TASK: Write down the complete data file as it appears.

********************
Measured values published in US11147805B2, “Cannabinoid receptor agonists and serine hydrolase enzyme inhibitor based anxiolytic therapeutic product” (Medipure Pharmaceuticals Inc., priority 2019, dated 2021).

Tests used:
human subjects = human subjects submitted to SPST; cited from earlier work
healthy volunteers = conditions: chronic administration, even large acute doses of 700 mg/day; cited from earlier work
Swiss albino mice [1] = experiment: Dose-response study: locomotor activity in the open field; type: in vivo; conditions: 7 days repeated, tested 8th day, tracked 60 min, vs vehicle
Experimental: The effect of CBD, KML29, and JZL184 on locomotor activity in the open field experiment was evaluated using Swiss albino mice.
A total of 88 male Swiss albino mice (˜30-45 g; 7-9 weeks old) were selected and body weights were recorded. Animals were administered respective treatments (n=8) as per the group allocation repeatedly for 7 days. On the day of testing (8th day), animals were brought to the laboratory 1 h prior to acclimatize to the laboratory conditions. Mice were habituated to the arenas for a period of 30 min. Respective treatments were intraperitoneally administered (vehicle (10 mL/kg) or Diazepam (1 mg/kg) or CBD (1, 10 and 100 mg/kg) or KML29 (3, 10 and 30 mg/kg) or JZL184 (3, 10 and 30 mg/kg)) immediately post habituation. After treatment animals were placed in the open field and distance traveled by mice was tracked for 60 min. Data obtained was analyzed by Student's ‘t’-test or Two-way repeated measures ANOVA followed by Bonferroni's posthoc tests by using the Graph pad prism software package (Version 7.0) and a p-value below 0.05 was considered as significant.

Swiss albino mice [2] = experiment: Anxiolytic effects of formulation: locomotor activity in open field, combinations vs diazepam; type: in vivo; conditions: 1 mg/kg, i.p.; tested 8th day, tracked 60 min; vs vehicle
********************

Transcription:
Measured values published in US11147805B2, “Cannabinoid receptor agonists and serine hydrolase enzyme inhibitor based anxiolytic therapeutic product” (Medipure Pharmaceuticals Inc., priority 2019, dated 2021).

Tests used:
human subjects = human subjects submitted to SPST; cited from earlier work
healthy volunteers = conditions: chronic administration, even large acute doses of 700 mg/day; cited from earlier work
Swiss albino mice [1] = experiment: Dose-response study: locomotor activity in the open field; type: in vivo; conditions: 7 days repeated, tested 8th day, tracked 60 min, vs vehicle
Experimental: The effect of CBD, KML29, and JZL184 on locomotor activity in the open field experiment was evaluated using Swiss albino mice.
A total of 88 male Swiss albino mice (˜30-45 g; 7-9 weeks old) were selected and body weights were recorded. Animals were administered respective treatments (n=8) as per the group allocation repeatedly for 7 days. On the day of testing (8th day), animals were brought to the laboratory 1 h prior to acclimatize to the laboratory conditions. Mice were habituated to the arenas for a period of 30 min. Respective treatments were intraperitoneally administered (vehicle (10 mL/kg) or Diazepam (1 mg/kg) or CBD (1, 10 and 100 mg/kg) or KML29 (3, 10 and 30 mg/kg) or JZL184 (3, 10 and 30 mg/kg)) immediately post habituation. After treatment animals were placed in the open field and distance traveled by mice was tracked for 60 min. Data obtained was analyzed by Student's ‘t’-test or Two-way repeated measures ANOVA followed by Bonferroni's posthoc tests by using the Graph pad prism software package (Version 7.0) and a p-value below 0.05 was considered as significant.

Swiss albino mice [2] = experiment: Anxiolytic effects of formulation: locomotor activity in open field, combinations vs diazepam; type: in vivo; conditions: 1 mg/kg, i.p.; tested 8th day, tracked 60 min; vs vehicle